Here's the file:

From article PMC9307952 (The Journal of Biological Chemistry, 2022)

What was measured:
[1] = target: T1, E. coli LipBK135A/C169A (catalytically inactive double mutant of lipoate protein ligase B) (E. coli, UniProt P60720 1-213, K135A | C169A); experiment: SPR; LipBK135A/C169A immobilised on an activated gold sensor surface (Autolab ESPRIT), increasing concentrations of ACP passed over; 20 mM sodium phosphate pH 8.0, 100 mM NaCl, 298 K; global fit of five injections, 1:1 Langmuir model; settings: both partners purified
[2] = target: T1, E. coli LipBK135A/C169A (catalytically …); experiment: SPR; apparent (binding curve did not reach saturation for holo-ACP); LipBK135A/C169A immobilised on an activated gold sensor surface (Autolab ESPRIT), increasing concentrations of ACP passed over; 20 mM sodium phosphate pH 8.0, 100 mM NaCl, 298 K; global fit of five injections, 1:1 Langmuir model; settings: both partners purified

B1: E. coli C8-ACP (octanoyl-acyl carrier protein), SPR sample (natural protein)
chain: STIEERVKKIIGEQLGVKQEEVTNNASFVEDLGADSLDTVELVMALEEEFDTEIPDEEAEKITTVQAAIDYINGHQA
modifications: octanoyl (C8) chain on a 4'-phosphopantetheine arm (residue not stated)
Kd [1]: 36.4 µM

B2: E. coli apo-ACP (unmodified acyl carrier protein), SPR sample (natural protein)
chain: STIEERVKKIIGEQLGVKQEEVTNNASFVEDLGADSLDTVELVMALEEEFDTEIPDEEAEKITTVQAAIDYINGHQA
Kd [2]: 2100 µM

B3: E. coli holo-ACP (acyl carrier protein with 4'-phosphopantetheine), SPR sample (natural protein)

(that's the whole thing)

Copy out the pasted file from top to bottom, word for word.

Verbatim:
From article PMC9307952 (The Journal of Biological Chemistry, 2022)

What was measured:
[1] = target: T1, E. coli LipBK135A/C169A (catalytically inactive double mutant of lipoate protein ligase B) (E. coli, UniProt P60720 1-213, K135A | C169A); experiment: SPR; LipBK135A/C169A immobilised on an activated gold sensor surface (Autolab ESPRIT), increasing concentrations of ACP passed over; 20 mM sodium phosphate pH 8.0, 100 mM NaCl, 298 K; global fit of five injections, 1:1 Langmuir model; settings: both partners purified
[2] = target: T1, E. coli LipBK135A/C169A (catalytically …); experiment: SPR; apparent (binding curve did not reach saturation for holo-ACP); LipBK135A/C169A immobilised on an activated gold sensor surface (Autolab ESPRIT), increasing concentrations of ACP passed over; 20 mM sodium phosphate pH 8.0, 100 mM NaCl, 298 K; global fit of five injections, 1:1 Langmuir model; settings: both partners purified

B1: E. coli C8-ACP (octanoyl-acyl carrier protein), SPR sample (natural protein)
chain: STIEERVKKIIGEQLGVKQEEVTNNASFVEDLGADSLDTVELVMALEEEFDTEIPDEEAEKITTVQAAIDYINGHQA
modifications: octanoyl (C8) chain on a 4'-phosphopantetheine arm (residue not stated)
Kd [1]: 36.4 µM

B2: E. coli apo-ACP (unmodified acyl carrier protein), SPR sample (natural protein)
chain: STIEERVKKIIGEQLGVKQEEVTNNASFVEDLGADSLDTVELVMALEEEFDTEIPDEEAEKITTVQAAIDYINGHQA
Kd [2]: 2100 µM

B3: E. coli holo-ACP (acyl carrier protein with 4'-phosphopantetheine), SPR sample (natural protein)